Ask Away...: How To Fight A Phobia

Monday, July 31, 2017

How To Fight A Phobia


Phobias are extreme or irrational fears that can get in the way of our day to day lives. Whether it be bugs, heights, enclosed spaces, needles, germs or something as bizarre as baked beans, almost all of us suffer from some kind of phobia. They can be mild for some and debilitating for others, but as deeply ingrained as they may be, they’re almost always curable.

To get over a phobia, you first need to want to get over it. Without this desire to overcome it, you’ll always be keeping your distance. Here are just a few of the steps that you should take to fight your phobia.

Understand the root cause of your phobia

Phobias are often developed from some kind of trauma in childhood, although they can be inherited. A fear of spiders may be developed from watching a parent’s reaction as a child. You may not always be able to pinpoint the exact moment a phobia developed, but if you can it can greatly help in trying to rationalise your phobia.

In some cases, serious trauma can be a trigger (almost drowning in a pool might cause someone to become scared of water). The likes of can be useful for helping to overcome such trauma, which may require more serious recovery fist.

Realise the difference between a phobia and a common fear. A lot of us would think twice before going skydiving, but not being able to look out the window of a building’s 4th floor could be a clear sign of a phobia.  

Rationalise your phobia

The next stage should be to rationalise your phobia. When exposed to the object of our phobia, many of us will enter a survival mode that tells us to run, the type of reaction we should only have in a life/death scenario. In most cases, there’s no likely risk of death at all. A wasp may sting you, a dog may bite you and an elevator may break down, and even this most likely only comes with a very miniscule chance. Compare your fear to more obvious dangers and you’ll help to scale it down and start to realise just how irrational it is.

Develop a coping mechanism

There are all manner of coping strategies that can be used to face a phobia. This could involve a breathing exercise or meditation that helps calm the anxiety. It could be a healthy distraction tactic such as playing music on headphones or humming a tune to oneself or visualising something else. details just some of the coping strategies that can be used for overcoming a fear of public speaking. Whilst not all of these may apply to your phobia, you may find that some could be adopted (meditating for five minutes before crossing a high bridge).


Rank your fears

Jumping straight in the deep end can work for a mild fear, but not for an ingrained phobia. Often taking baby steps and working your way up is the best route. This requires you to rank your fears from the mildest trigger to the most extreme scenario you could think of. In the case of arachnophobia, you could rank your fears from a small garden spider to a full blown tarantula. In the case of claustrophobia, you could rank your fears from being trapped in a small room to potholing. From here, you can then start to work your way up the list.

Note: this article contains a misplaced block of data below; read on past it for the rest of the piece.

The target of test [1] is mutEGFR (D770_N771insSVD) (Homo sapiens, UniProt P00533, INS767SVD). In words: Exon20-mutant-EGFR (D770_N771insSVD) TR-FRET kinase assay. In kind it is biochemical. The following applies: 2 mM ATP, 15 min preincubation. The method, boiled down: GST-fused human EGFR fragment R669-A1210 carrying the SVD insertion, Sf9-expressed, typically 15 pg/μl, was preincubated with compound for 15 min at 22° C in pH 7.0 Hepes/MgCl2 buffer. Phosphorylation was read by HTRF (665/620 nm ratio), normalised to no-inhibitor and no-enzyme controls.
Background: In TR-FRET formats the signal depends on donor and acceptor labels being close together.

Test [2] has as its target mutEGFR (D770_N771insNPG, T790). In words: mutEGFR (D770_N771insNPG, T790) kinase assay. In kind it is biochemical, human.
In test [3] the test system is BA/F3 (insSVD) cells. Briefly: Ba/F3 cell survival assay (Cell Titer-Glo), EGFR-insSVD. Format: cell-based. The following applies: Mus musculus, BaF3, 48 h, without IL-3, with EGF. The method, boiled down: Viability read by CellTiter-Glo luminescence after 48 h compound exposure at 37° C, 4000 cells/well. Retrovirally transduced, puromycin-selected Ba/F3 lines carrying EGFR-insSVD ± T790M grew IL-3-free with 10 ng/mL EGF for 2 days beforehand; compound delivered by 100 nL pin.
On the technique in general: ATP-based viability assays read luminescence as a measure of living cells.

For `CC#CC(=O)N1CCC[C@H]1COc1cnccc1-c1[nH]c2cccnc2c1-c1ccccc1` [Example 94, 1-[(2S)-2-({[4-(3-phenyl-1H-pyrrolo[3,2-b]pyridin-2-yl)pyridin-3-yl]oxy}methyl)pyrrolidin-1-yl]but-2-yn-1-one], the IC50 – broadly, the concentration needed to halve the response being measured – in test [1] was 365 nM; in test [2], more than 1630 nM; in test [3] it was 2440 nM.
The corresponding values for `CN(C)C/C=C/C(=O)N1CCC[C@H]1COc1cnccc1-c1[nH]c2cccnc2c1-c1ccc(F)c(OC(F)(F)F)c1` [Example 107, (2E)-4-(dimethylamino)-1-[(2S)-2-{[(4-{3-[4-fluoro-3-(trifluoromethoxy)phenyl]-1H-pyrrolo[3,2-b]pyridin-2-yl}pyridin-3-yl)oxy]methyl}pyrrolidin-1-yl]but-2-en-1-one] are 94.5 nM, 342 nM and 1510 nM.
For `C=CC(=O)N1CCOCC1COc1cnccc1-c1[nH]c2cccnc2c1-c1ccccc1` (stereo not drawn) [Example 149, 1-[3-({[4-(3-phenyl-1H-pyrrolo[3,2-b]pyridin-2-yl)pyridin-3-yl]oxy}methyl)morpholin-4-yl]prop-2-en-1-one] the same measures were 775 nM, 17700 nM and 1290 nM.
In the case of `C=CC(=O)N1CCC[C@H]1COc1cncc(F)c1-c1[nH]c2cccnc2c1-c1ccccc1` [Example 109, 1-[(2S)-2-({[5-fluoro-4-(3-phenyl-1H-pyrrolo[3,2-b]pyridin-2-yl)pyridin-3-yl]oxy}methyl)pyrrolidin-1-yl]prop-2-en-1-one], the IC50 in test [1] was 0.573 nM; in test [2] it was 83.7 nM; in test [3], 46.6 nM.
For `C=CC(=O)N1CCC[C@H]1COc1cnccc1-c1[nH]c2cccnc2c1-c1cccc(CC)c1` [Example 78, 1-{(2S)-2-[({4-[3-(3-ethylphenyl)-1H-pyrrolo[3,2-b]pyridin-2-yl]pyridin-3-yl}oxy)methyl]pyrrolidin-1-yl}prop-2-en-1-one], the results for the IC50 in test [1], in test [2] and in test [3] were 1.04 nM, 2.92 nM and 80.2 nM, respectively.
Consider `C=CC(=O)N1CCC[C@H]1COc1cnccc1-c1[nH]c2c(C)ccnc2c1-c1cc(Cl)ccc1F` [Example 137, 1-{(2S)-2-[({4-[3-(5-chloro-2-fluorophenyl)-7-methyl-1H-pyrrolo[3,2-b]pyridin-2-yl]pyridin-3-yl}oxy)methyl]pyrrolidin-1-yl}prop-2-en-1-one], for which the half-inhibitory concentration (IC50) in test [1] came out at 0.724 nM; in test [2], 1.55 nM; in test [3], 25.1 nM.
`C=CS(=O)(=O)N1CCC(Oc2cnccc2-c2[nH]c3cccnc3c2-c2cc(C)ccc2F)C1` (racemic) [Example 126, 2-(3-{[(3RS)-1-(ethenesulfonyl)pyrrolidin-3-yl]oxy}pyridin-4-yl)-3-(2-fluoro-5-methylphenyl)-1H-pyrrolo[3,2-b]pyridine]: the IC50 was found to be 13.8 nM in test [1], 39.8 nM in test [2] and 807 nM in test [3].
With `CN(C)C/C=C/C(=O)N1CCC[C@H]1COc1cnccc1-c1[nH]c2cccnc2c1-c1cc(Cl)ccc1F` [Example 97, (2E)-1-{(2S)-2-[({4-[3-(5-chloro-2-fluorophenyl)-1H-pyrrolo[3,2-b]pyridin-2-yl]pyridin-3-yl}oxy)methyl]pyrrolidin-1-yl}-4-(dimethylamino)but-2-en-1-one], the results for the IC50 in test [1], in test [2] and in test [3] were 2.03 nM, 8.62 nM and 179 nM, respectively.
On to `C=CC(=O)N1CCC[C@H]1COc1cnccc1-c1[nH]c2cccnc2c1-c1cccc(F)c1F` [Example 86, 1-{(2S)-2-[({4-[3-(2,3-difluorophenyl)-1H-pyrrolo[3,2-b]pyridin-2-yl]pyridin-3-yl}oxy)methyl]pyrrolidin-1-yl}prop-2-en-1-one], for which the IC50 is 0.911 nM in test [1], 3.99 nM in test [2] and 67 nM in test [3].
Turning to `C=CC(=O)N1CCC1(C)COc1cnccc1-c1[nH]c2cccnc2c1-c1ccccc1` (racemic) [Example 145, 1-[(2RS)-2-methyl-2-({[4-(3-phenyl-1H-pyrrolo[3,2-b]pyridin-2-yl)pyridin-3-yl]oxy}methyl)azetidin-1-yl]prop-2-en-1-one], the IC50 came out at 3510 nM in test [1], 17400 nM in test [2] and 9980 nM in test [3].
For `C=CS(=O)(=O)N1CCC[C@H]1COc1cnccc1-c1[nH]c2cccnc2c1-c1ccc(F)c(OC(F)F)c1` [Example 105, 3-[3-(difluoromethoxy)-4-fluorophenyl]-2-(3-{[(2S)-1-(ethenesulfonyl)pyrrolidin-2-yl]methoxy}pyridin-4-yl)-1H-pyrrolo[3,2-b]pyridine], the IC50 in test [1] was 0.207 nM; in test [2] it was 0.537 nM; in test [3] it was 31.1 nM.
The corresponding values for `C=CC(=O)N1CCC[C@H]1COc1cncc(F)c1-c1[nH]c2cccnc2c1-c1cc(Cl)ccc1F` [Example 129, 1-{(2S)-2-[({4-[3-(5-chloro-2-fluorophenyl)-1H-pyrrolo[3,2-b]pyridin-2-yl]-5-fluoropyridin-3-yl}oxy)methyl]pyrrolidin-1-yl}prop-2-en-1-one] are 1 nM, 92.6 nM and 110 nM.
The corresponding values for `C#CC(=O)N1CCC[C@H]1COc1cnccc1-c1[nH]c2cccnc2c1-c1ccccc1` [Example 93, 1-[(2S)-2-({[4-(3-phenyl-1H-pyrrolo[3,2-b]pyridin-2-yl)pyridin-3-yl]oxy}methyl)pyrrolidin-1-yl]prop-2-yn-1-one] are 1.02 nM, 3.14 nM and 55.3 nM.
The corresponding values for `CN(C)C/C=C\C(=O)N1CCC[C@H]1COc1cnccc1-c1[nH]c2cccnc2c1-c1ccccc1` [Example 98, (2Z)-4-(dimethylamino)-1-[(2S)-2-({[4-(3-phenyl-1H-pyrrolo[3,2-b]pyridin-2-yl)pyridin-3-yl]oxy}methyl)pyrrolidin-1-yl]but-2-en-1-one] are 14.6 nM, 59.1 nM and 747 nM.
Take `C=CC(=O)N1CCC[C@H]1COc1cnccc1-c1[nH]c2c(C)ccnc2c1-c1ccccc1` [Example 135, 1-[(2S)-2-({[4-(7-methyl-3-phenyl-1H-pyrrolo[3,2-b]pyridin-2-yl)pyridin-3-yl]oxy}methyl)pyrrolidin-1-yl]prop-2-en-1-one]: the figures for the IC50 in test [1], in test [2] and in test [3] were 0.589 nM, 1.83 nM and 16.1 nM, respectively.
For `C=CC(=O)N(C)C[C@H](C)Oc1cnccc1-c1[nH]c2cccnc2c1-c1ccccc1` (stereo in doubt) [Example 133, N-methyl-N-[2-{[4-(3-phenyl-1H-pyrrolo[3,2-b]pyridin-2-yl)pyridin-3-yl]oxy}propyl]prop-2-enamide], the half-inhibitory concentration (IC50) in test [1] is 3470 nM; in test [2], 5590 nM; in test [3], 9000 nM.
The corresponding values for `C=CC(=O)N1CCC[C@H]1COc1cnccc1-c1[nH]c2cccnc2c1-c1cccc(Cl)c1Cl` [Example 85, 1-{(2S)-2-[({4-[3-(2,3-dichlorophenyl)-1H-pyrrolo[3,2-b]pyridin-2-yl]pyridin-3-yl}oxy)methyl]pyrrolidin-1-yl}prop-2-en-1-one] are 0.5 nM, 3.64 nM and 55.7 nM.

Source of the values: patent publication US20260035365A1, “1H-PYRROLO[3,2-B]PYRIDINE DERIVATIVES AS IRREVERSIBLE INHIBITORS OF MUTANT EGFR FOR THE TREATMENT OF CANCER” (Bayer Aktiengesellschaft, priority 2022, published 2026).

Start by visualising the first item

You should first get comfortable visualising the object. This may include drawing the object of your phobia or seeing a photograph of it. In the case of animal phobia such as snakes, it may be worth getting used to touching the photograph. For heights or confined spaces, it may involve watching a video of someone going through your dreaded situation in first person. VR has made it possible to step things up a gear and really experience these situations as if they’re really there. is just one of the companies that has been doing medical research into this kind of phobia recovery.

Seek out the first item in reality

Your next step should be to face the first item on your list in reality. This could involve stroking a dog or taking a short elevator trip. There may be ways of even easing yourself into this situation first such as getting near the dog with someone holding it on a leash, or stepping in an elevator and stepping our whilst somebody holds the doors. Get comfortable with this first step by constantly exposing yourself to this first item on the list.

Reward yourself

Every time you make an advancement, reward yourself. This will motivate you to keep on going. In fact, you can even set each goal with a reward. This could mean going for a meal out for overcoming the first item and treating yourself to a holiday if you manage to overcome the last item. In some cases, the reward may even be part of completing the final stage (if you’re afraid of going on a plane, you could book yourself a holiday that requires you to get on that plane).


Work up through your list

Keep going up through the list at a steady rate. Some people may find that by completing the first item on their list that they get more spurred on to try the challenging stuff and so may go up through the list at a quicker rate. The most important thing is to keep challenging yourself, even when you’ve overcome that greatest fear. Don’t stop handling spiders once you’ve held that tarantula and don’t stop taking lifts once you’ve got inside an MRI scan machine. The aim isn’t to simply reach the final challenge on your list, but to become comfortable with it, which means constantly trying to break down those boundaries until they no longer exist.

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